Dow Jones Industrial Average closes at a record high

A trader works on the floor of the New York Stock Exchange on Tuesday, as U.S. stocks continued to surge.
A trader works on the floor of the New York Stock Exchange on Tuesday, as U.S. stocks continued to surge.
Published Jul. 12, 2016

NEW YORK — The stock market reached another milestone Tuesday as the Dow Jones Industrial Average closed at a record high.

A day earlier, the broader Standard & Poor's 500 reached a record-high close. Both indexes beat peaks set in May 2015.

The Dow rose 120.74 points, or 0.7 percent, to 18,347.67, 35 points higher than its previous closing high set May 19, 2015.

The S&P 500 gained 14.98 points, or 0.7 percent, to 2,152.14, also a new record. The Nasdaq composite rose 34.18 points, or 0.7 percent, to 5,022.82.

Investors continued to show an appetite for taking on risk. The biggest gainers included energy companies, which have been benefiting from a recovery in the price of oil, materials companies and banks.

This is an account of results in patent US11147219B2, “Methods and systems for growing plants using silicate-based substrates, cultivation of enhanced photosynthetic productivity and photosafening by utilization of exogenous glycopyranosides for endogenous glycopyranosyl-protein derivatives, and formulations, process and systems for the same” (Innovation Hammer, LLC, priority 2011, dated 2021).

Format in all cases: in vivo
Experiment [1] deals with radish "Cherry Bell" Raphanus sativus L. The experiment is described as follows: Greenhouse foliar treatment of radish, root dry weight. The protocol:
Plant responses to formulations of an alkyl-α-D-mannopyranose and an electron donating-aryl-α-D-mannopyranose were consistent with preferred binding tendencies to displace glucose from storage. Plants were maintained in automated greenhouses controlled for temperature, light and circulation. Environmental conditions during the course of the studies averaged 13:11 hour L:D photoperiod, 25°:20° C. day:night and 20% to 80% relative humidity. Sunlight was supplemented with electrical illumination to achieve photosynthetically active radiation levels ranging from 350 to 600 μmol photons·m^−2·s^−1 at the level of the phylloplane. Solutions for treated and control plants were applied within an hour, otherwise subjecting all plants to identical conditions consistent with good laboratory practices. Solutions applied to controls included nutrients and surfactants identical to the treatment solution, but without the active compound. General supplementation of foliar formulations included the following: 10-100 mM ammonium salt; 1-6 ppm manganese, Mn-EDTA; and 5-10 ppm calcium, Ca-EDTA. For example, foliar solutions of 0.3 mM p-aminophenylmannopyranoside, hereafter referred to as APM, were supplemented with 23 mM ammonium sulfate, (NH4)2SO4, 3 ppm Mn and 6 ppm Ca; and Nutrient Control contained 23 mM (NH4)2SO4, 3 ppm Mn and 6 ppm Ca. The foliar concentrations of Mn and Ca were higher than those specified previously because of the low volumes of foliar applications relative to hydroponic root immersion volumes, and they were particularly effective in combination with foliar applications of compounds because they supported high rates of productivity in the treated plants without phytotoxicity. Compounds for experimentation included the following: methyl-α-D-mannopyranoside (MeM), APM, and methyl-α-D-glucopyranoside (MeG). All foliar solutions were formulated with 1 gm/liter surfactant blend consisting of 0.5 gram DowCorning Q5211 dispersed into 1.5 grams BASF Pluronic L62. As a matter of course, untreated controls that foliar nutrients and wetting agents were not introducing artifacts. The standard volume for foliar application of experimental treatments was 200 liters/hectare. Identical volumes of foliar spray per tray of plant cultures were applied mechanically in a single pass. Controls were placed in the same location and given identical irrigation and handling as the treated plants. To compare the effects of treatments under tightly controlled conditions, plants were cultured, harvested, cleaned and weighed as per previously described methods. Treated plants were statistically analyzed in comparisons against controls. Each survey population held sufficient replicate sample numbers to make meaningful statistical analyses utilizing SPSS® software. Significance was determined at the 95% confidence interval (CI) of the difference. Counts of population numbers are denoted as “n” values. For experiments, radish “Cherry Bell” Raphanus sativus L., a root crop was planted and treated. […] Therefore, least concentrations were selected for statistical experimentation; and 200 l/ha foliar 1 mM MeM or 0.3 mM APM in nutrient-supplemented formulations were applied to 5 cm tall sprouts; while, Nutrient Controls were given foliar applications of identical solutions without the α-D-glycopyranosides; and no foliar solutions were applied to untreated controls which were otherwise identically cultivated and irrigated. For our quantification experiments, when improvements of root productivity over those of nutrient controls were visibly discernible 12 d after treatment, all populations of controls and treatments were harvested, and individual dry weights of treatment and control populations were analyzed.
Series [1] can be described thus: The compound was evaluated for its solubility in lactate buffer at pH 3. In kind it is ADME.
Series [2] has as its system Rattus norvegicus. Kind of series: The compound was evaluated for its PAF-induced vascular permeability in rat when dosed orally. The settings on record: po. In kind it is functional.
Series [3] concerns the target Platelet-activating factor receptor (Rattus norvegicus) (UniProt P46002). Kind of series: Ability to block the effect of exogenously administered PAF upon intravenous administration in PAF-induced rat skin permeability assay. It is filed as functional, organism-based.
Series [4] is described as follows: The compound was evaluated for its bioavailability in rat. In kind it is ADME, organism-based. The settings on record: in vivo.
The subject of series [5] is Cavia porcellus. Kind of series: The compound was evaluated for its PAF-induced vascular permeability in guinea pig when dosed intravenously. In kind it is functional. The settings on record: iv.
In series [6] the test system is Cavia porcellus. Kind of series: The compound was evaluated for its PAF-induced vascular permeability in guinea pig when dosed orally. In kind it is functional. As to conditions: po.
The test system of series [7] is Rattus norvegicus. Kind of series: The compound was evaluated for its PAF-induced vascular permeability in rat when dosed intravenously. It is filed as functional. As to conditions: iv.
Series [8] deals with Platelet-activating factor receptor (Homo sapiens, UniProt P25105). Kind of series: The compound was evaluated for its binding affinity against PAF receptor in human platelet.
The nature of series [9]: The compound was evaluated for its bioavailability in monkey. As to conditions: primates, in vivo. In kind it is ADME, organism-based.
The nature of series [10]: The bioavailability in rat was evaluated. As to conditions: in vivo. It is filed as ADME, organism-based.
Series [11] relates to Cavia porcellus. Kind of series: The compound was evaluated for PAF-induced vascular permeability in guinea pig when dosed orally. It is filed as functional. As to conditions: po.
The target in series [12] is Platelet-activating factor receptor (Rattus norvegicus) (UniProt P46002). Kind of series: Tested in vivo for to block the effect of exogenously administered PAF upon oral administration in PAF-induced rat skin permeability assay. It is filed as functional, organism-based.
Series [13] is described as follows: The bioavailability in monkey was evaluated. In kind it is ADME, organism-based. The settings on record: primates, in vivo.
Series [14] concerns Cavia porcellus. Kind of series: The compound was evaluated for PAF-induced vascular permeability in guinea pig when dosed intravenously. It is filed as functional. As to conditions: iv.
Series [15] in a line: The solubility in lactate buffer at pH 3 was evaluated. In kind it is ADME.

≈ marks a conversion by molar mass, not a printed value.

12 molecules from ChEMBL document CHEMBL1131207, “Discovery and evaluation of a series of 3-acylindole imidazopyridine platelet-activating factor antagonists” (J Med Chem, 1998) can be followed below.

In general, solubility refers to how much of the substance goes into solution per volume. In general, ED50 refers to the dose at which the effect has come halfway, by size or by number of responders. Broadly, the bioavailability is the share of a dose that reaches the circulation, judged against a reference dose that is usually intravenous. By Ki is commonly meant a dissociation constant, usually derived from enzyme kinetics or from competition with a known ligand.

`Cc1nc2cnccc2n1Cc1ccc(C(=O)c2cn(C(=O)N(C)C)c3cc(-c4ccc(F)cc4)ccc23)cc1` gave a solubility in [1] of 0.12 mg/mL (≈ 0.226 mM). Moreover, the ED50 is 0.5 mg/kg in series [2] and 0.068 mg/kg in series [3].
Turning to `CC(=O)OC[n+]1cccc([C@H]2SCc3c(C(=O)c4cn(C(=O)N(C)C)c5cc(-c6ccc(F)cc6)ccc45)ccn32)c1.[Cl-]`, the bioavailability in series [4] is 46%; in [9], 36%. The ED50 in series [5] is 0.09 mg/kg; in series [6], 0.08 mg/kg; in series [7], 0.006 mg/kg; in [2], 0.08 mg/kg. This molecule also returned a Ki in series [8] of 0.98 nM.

Financial companies, which have lagged the market this year, have been rising in recent days as long-term interest rates move higher in the bond market. Higher rates mean banks can make more money from lending.

On Tuesday, the yield on the 10-year Treasury note rose to 1.50 percent from 1.43 percent. The yield plunged last week as low as 1.32 percent, an all-time low, according to Tradeweb.

Despite recent increases, however, bond yields remain near historic lows, a worrisome sign to many analysts. Bond yields tend to fall when demand for bonds rises, which can indicate that investors are seeking safety.

"I wish we can be celebrating, but it's a little disconcerting," said Rob Bartenstein, CEO of Kestra Private Wealth Services. "You've got government bonds at historical lows and equity markets at historical highs.

"That's not something you see at the same time. … I feel underinvested, but I'm not willing to chase stocks."

Sectors that investors tend to favor when they're nervous, including utilities, phone companies and makers of consumer staples, all fell as investors moved money out of lower-risk assets.

Aluminum maker Alcoa kicked off the second-quarter earnings season on a positive note by reporting revenue and profit that beat Wall Street expectations. The stock jumped 55 cents, or 5.4 percent, to $10.69.

Earnings for companies in the S&P 500 are expected to fall compared to the year-ago period, but then rise in the next quarter.